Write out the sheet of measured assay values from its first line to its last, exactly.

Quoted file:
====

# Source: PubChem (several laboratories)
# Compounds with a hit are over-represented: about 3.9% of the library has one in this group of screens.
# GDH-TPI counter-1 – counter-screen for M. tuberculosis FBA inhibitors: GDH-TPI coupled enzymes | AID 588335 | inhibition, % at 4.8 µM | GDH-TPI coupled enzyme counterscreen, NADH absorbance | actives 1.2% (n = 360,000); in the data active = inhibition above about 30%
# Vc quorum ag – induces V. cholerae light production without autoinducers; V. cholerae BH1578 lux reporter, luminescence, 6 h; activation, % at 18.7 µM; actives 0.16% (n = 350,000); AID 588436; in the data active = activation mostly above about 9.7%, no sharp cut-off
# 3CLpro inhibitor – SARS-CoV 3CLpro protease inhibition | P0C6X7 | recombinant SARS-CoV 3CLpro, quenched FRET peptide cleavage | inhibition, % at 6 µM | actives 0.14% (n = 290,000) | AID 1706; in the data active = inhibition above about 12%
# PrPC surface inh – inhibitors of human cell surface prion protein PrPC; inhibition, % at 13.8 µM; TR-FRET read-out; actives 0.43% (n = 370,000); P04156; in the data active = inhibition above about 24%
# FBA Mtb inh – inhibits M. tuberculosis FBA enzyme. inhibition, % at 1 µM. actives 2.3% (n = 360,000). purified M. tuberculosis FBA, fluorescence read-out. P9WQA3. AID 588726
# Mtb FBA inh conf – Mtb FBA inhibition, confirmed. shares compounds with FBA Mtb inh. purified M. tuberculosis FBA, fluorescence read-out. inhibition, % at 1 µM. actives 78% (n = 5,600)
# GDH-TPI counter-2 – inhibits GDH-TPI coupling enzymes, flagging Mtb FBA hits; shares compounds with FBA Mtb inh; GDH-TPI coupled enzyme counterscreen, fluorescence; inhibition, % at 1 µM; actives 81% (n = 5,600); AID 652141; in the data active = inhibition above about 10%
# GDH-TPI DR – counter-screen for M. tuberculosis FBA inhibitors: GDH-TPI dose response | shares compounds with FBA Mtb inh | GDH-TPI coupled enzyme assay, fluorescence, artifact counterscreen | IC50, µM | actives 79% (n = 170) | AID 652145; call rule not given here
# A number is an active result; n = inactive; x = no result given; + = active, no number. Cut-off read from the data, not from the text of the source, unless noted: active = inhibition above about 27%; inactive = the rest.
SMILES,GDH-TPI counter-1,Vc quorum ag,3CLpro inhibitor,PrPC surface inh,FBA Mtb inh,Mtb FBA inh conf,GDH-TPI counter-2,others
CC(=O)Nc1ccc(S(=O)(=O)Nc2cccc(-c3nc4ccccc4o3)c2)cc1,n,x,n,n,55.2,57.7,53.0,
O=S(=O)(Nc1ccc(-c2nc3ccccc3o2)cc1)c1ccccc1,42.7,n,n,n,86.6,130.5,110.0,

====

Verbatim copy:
# Source: PubChem (several laboratories)
# Compounds with a hit are over-represented: about 3.9% of the library has one in this group of screens.
# GDH-TPI counter-1 – counter-screen for M. tuberculosis FBA inhibitors: GDH-TPI coupled enzymes | AID 588335 | inhibition, % at 4.8 µM | GDH-TPI coupled enzyme counterscreen, NADH absorbance | actives 1.2% (n = 360,000); in the data active = inhibition above about 30%
# Vc quorum ag – induces V. cholerae light production without autoinducers; V. cholerae BH1578 lux reporter, luminescence, 6 h; activation, % at 18.7 µM; actives 0.16% (n = 350,000); AID 588436; in the data active = activation mostly above about 9.7%, no sharp cut-off
# 3CLpro inhibitor – SARS-CoV 3CLpro protease inhibition | P0C6X7 | recombinant SARS-CoV 3CLpro, quenched FRET peptide cleavage | inhibition, % at 6 µM | actives 0.14% (n = 290,000) | AID 1706; in the data active = inhibition above about 12%
# PrPC surface inh – inhibitors of human cell surface prion protein PrPC; inhibition, % at 13.8 µM; TR-FRET read-out; actives 0.43% (n = 370,000); P04156; in the data active = inhibition above about 24%
# FBA Mtb inh – inhibits M. tuberculosis FBA enzyme. inhibition, % at 1 µM. actives 2.3% (n = 360,000). purified M. tuberculosis FBA, fluorescence read-out. P9WQA3. AID 588726
# Mtb FBA inh conf – Mtb FBA inhibition, confirmed. shares compounds with FBA Mtb inh. purified M. tuberculosis FBA, fluorescence read-out. inhibition, % at 1 µM. actives 78% (n = 5,600)
# GDH-TPI counter-2 – inhibits GDH-TPI coupling enzymes, flagging Mtb FBA hits; shares compounds with FBA Mtb inh; GDH-TPI coupled enzyme counterscreen, fluorescence; inhibition, % at 1 µM; actives 81% (n = 5,600); AID 652141; in the data active = inhibition above about 10%
# GDH-TPI DR – counter-screen for M. tuberculosis FBA inhibitors: GDH-TPI dose response | shares compounds with FBA Mtb inh | GDH-TPI coupled enzyme assay, fluorescence, artifact counterscreen | IC50, µM | actives 79% (n = 170) | AID 652145; call rule not given here
# A number is an active result; n = inactive; x = no result given; + = active, no number. Cut-off read from the data, not from the text of the source, unless noted: active = inhibition above about 27%; inactive = the rest.
SMILES,GDH-TPI counter-1,Vc quorum ag,3CLpro inhibitor,PrPC surface inh,FBA Mtb inh,Mtb FBA inh conf,GDH-TPI counter-2,others
CC(=O)Nc1ccc(S(=O)(=O)Nc2cccc(-c3nc4ccccc4o3)c2)cc1,n,x,n,n,55.2,57.7,53.0,
O=S(=O)(Nc1ccc(-c2nc3ccccc3o2)cc1)c1ccccc1,42.7,n,n,n,86.6,130.5,110.0,